Playback Quality - turntable/vintage setting

Hi all:)

Can someone please tell me what that nasty high pitched whine sound is when i change the pitch in turntable mode of GAse4?
(Also in vintage mode, but not so much)



That sound are explicit aliasing artifacts. I once explained the background in the GA4 announcement thread:

Playback quality modes
Sometimes there are features that hold more than you’d expect at first. The new playback modes in the Beat Agent are these kind of features. Why is it that so many contemporary producers still relay on these old school drum machine heavyweights? It is the 12-bit special sound that adds crispness to your drums and samples. So, in order to make a serious approach to emulate this sound, the team analyzed some of the classic 12-bit drum samplers to get to the bottom of the sound, recorded different samples, from drums to sine sweeps, and experimented with different ideas to replicate the signal flow. As a result, we came up with two different modes: the vintage and the turntable mode. The vintage mode is basically a “high-quality bit-crusher-resampler” that reduces the bitrate to 12 bits and resamples to 26.04 kHz. Add some distortion with the hard clip filter and you will get pretty close to the vintage drum sound that is so popular in hip hop and electronic productions. But that’s only half the story. The limitation of the classic 12-bit drum samplers has always been the memory that only allowed a sample time of about 2.5 seconds. In order to get longer samples into the memory the samples had to be recorded by switching the turntable from 33 RPM to 45 RPM, recording the samples at a higher speed of about +35% and then pulling them back down by just about 5.2 semitones within the sampler. This workaround had significant impact on the sound since it created explicit aliasing artifacts. Exactly this aliasing side effect can be heard when you pitch samples in the vintage mode. In turntable mode the recording at a higher speed and down pitching is simulated in advance to include the aliasing automatically. It may sound strange that adding aliasing artifacts should be a desired effect to enhance a sound, but basically that’s the stuff.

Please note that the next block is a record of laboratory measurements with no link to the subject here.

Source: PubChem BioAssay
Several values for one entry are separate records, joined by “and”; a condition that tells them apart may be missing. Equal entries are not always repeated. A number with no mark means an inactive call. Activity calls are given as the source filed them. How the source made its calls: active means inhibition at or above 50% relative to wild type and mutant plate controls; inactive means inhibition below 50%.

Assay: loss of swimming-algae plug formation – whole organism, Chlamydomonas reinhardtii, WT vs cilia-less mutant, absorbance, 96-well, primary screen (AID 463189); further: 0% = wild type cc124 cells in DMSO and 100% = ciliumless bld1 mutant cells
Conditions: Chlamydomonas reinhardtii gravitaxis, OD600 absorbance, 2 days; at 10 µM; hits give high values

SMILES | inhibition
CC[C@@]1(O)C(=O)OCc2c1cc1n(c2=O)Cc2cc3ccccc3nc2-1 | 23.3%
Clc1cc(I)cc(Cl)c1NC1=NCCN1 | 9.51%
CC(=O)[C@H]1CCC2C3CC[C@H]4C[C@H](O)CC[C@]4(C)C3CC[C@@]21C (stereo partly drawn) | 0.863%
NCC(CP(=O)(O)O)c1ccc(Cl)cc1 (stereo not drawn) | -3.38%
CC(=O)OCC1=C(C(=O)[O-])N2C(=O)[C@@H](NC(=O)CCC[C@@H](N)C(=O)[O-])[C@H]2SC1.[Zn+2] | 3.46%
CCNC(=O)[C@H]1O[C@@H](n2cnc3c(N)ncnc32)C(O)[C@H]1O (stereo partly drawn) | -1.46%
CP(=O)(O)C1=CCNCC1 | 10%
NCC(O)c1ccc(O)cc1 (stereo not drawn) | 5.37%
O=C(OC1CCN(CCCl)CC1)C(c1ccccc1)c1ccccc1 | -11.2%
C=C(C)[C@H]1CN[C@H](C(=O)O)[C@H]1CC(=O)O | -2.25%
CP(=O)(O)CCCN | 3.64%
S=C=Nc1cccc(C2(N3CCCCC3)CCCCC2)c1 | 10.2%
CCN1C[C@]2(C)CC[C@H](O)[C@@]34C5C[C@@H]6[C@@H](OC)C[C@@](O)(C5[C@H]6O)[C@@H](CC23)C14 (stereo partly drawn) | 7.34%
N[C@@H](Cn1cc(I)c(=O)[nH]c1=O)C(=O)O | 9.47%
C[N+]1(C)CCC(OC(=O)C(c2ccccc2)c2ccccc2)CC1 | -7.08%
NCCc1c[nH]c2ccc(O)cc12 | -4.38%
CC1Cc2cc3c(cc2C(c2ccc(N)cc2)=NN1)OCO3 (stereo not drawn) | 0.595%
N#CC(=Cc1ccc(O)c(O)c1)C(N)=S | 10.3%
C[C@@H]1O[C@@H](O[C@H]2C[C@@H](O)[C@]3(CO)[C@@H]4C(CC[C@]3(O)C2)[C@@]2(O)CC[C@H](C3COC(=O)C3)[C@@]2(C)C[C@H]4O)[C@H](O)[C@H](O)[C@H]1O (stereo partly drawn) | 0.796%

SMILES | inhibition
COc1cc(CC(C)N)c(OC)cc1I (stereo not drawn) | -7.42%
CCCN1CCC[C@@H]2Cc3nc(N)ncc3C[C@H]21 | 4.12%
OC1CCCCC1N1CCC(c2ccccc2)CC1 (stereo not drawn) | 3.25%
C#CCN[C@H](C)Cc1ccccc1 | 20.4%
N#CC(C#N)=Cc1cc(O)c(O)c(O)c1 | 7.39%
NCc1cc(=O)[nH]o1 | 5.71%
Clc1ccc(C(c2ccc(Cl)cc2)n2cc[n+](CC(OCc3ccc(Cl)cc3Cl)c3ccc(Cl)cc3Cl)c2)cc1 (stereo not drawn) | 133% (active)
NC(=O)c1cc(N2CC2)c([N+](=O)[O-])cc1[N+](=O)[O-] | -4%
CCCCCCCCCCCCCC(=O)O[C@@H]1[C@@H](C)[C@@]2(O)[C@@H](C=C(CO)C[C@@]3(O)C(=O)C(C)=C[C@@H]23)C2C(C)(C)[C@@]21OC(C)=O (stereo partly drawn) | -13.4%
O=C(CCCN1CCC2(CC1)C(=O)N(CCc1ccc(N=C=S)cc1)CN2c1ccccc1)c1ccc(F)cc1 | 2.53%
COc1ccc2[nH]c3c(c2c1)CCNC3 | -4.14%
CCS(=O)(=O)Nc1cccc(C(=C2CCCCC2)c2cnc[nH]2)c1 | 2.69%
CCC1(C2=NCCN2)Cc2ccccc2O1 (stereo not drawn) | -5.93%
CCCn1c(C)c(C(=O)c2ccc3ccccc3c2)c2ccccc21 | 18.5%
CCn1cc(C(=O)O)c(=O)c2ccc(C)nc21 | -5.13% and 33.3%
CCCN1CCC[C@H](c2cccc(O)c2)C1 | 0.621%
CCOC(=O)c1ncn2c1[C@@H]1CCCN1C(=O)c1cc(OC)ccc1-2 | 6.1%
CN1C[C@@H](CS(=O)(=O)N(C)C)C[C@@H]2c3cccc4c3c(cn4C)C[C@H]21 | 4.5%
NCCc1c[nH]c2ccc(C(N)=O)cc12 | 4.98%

We could have added fixed distortion or low-pass filters and even crackle noise as included with some of the other VST instruments, but that just didn’t feel right. The control of these aspects should be left in the users’ hands. What do you think differently about it?

Hi matthias:)

Thanks for this insight on how GA vintage/turntable modes operate.

-nice history lesson - where these artifacts desirable back then or “mittel zum zweck”?:stuck_out_tongue:

-i like the sound when it is unpitched though-> maybe we can implement a “modern take” on the 12 bit machine in some update? Idk, just a thought:p (best of both worlds):wink:

Either way, your explanation and the GA’s teams’ striving for authenticity impresses me. Tru skool;)

Thanks and have a nice weekend:)

You can think of it like amp overdrive or tape saturation and compression. These were all things that where initially seen as a problem, but people grew to like the sound.

If the artifacts stick out too much in your mix you can always tone them down a bit using an EQ or a filter.